We picked our first batch of basil from the garden tonight. My mother says the more you harvest, the more you get.
Thai basil (the purple-stalked type) volunteers in my garden now. That makes a nice, sharp pesto. But we picked the genovese basil tonight.
I asked Sam if he wanted to help make the pesto, since it's about his favorite way to dress pasta. I said first, you have to pick all these leaves off the stems. I told him, "it's kind of a job."
He shot back, "I think that's an easy job."
And I remembered why the man can build computers over and over, and build sound sets for his old-school midi on Sibelius, and why other young adults like him can do the same exacting job over and over again
Daniel Shackleford, who's about Sam's age and moved from Krum to live at Marbridge in Austin, works at a hospital sterilizing medical equipment and packing it in bags. You can't get bored and make mistakes at that kind of job. People would get sick. Daniel loves the exacting, repetitive nature of the work. The same kind of thing that would put me to sleep.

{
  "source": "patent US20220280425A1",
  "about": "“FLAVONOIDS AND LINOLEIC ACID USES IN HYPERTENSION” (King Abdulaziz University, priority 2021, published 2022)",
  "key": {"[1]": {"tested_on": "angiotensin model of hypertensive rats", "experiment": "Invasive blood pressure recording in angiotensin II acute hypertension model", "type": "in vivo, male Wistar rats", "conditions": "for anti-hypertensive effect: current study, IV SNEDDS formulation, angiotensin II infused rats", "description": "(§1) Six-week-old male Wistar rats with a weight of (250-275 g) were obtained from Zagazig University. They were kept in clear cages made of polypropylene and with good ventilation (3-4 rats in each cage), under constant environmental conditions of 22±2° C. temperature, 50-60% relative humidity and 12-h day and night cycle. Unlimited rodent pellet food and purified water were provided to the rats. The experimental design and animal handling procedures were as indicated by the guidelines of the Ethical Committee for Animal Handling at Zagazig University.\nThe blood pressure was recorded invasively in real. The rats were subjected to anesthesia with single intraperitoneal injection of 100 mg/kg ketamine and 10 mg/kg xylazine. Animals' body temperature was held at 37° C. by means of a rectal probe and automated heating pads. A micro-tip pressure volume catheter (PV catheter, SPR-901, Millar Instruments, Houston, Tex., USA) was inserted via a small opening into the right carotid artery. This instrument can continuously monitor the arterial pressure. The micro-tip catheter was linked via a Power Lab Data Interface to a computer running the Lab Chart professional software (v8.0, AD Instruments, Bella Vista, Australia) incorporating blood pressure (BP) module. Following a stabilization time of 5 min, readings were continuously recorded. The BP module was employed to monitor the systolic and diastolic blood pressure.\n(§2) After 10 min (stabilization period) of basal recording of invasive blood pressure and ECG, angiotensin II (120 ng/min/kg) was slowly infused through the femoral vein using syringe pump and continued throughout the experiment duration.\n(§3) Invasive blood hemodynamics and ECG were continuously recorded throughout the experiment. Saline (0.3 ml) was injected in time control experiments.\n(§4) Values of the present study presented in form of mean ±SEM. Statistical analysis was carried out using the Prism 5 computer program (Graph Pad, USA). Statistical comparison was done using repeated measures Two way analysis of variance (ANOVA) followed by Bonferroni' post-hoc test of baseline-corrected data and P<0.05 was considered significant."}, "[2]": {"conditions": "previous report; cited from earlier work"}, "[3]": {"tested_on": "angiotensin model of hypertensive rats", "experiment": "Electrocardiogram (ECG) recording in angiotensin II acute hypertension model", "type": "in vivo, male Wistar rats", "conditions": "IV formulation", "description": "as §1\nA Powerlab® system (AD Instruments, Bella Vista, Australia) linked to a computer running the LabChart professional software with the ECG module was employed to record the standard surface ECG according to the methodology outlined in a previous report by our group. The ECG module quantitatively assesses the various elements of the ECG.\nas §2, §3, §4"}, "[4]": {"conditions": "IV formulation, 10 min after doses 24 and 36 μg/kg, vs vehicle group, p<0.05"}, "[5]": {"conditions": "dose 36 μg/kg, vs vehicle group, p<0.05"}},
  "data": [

About 30 minutes later, Sam was ready to pulse the leaves with the rest of the ingredients: pine nuts, garlic, salt, olive oil. When I added the parmesean cheese and the butter, he complained about having to push the pulse button on the blender over and over.
"I thought this had an automatic pulse cycle," he said.
Well, maybe not all the repetitive tasks ....